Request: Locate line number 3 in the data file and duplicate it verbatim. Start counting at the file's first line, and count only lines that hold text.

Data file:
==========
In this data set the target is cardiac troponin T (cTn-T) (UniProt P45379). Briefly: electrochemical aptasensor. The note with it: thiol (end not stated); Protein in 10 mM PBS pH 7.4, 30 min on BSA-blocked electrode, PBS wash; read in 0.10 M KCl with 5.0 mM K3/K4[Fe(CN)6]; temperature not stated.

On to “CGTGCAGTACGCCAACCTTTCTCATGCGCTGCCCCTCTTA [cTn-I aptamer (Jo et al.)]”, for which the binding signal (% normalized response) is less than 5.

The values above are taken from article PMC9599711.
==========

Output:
The values above are taken from article PMC9599711.